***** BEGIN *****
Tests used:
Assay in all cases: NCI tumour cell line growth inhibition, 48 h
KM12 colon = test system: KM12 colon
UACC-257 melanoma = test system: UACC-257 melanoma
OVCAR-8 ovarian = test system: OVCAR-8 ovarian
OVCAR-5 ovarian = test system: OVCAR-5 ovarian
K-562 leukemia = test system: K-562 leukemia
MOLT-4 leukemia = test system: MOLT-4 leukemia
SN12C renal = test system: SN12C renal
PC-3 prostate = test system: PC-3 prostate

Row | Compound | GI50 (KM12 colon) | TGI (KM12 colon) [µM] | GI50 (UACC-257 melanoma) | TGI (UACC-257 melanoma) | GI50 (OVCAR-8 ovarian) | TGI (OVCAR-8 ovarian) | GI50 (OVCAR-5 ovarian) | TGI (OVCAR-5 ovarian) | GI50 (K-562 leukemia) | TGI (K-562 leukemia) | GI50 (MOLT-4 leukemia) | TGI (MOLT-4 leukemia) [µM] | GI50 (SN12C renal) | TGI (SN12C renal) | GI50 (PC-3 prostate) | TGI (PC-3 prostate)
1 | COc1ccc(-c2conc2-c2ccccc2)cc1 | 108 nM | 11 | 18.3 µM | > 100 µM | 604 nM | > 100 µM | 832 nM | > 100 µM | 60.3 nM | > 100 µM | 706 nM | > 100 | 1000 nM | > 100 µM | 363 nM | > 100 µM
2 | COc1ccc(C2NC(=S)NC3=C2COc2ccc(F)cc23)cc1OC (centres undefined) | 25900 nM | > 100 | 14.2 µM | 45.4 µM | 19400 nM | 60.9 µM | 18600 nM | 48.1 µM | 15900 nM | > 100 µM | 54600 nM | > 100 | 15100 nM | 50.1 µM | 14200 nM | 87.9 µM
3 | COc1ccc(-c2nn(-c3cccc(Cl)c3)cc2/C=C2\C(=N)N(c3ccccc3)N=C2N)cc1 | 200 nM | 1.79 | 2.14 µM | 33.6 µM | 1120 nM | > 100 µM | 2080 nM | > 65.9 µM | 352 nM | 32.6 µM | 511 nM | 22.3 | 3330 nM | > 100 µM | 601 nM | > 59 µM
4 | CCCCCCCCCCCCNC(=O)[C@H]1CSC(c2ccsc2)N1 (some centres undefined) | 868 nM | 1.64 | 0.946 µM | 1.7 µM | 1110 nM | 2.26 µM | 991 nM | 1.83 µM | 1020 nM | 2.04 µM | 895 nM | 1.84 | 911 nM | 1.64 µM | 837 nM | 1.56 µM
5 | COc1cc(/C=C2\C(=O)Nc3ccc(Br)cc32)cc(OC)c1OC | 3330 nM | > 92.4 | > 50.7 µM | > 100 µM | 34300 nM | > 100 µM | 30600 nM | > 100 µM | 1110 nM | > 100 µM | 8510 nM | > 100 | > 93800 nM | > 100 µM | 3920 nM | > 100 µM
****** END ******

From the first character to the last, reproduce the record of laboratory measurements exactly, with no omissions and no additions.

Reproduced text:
Tests used:
Assay in all cases: NCI tumour cell line growth inhibition, 48 h
KM12 colon = test system: KM12 colon
UACC-257 melanoma = test system: UACC-257 melanoma
OVCAR-8 ovarian = test system: OVCAR-8 ovarian
OVCAR-5 ovarian = test system: OVCAR-5 ovarian
K-562 leukemia = test system: K-562 leukemia
MOLT-4 leukemia = test system: MOLT-4 leukemia
SN12C renal = test system: SN12C renal
PC-3 prostate = test system: PC-3 prostate

Row | Compound | GI50 (KM12 colon) | TGI (KM12 colon) [µM] | GI50 (UACC-257 melanoma) | TGI (UACC-257 melanoma) | GI50 (OVCAR-8 ovarian) | TGI (OVCAR-8 ovarian) | GI50 (OVCAR-5 ovarian) | TGI (OVCAR-5 ovarian) | GI50 (K-562 leukemia) | TGI (K-562 leukemia) | GI50 (MOLT-4 leukemia) | TGI (MOLT-4 leukemia) [µM] | GI50 (SN12C renal) | TGI (SN12C renal) | GI50 (PC-3 prostate) | TGI (PC-3 prostate)
1 | COc1ccc(-c2conc2-c2ccccc2)cc1 | 108 nM | 11 | 18.3 µM | > 100 µM | 604 nM | > 100 µM | 832 nM | > 100 µM | 60.3 nM | > 100 µM | 706 nM | > 100 | 1000 nM | > 100 µM | 363 nM | > 100 µM
2 | COc1ccc(C2NC(=S)NC3=C2COc2ccc(F)cc23)cc1OC (centres undefined) | 25900 nM | > 100 | 14.2 µM | 45.4 µM | 19400 nM | 60.9 µM | 18600 nM | 48.1 µM | 15900 nM | > 100 µM | 54600 nM | > 100 | 15100 nM | 50.1 µM | 14200 nM | 87.9 µM
3 | COc1ccc(-c2nn(-c3cccc(Cl)c3)cc2/C=C2\C(=N)N(c3ccccc3)N=C2N)cc1 | 200 nM | 1.79 | 2.14 µM | 33.6 µM | 1120 nM | > 100 µM | 2080 nM | > 65.9 µM | 352 nM | 32.6 µM | 511 nM | 22.3 | 3330 nM | > 100 µM | 601 nM | > 59 µM
4 | CCCCCCCCCCCCNC(=O)[C@H]1CSC(c2ccsc2)N1 (some centres undefined) | 868 nM | 1.64 | 0.946 µM | 1.7 µM | 1110 nM | 2.26 µM | 991 nM | 1.83 µM | 1020 nM | 2.04 µM | 895 nM | 1.84 | 911 nM | 1.64 µM | 837 nM | 1.56 µM
5 | COc1cc(/C=C2\C(=O)Nc3ccc(Br)cc32)cc(OC)c1OC | 3330 nM | > 92.4 | > 50.7 µM | > 100 µM | 34300 nM | > 100 µM | 30600 nM | > 100 µM | 1110 nM | > 100 µM | 8510 nM | > 100 | > 93800 nM | > 100 µM | 3920 nM | > 100 µM